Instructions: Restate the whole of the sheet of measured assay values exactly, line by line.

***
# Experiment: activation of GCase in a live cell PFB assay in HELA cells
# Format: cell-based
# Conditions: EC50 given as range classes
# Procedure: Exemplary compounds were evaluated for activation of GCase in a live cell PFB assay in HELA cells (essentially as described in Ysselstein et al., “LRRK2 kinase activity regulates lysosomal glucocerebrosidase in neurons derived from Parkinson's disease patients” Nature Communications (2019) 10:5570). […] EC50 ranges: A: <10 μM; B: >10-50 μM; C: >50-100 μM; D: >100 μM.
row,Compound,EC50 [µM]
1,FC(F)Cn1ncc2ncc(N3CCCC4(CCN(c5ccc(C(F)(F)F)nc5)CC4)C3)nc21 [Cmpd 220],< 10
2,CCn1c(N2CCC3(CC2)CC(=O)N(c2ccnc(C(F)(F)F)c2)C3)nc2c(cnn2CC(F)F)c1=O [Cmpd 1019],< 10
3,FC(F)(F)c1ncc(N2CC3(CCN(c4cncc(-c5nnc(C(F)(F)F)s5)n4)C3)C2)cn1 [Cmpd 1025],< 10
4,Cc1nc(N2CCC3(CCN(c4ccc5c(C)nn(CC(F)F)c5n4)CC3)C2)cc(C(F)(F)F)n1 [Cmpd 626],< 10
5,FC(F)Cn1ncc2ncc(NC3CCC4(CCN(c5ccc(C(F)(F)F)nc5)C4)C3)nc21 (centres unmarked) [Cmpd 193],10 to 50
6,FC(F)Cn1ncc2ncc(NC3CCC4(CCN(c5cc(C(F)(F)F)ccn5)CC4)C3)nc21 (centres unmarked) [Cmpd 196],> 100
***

# Experiment: activation of GCase in a live cell PFB assay in HELA cells
# Format: cell-based
# Conditions: EC50 given as range classes
# Procedure: Exemplary compounds were evaluated for activation of GCase in a live cell PFB assay in HELA cells (essentially as described in Ysselstein et al., “LRRK2 kinase activity regulates lysosomal glucocerebrosidase in neurons derived from Parkinson's disease patients” Nature Communications (2019) 10:5570). […] EC50 ranges: A: <10 μM; B: >10-50 μM; C: >50-100 μM; D: >100 μM.
row,Compound,EC50 [µM]
1,FC(F)Cn1ncc2ncc(N3CCCC4(CCN(c5ccc(C(F)(F)F)nc5)CC4)C3)nc21 [Cmpd 220],< 10
2,CCn1c(N2CCC3(CC2)CC(=O)N(c2ccnc(C(F)(F)F)c2)C3)nc2c(cnn2CC(F)F)c1=O [Cmpd 1019],< 10
3,FC(F)(F)c1ncc(N2CC3(CCN(c4cncc(-c5nnc(C(F)(F)F)s5)n4)C3)C2)cn1 [Cmpd 1025],< 10
4,Cc1nc(N2CCC3(CCN(c4ccc5c(C)nn(CC(F)F)c5n4)CC3)C2)cc(C(F)(F)F)n1 [Cmpd 626],< 10
5,FC(F)Cn1ncc2ncc(NC3CCC4(CCN(c5ccc(C(F)(F)F)nc5)C4)C3)nc21 (centres unmarked) [Cmpd 193],10 to 50
6,FC(F)Cn1ncc2ncc(NC3CCC4(CCN(c5cc(C(F)(F)F)ccn5)CC4)C3)nc21 (centres unmarked) [Cmpd 196],> 100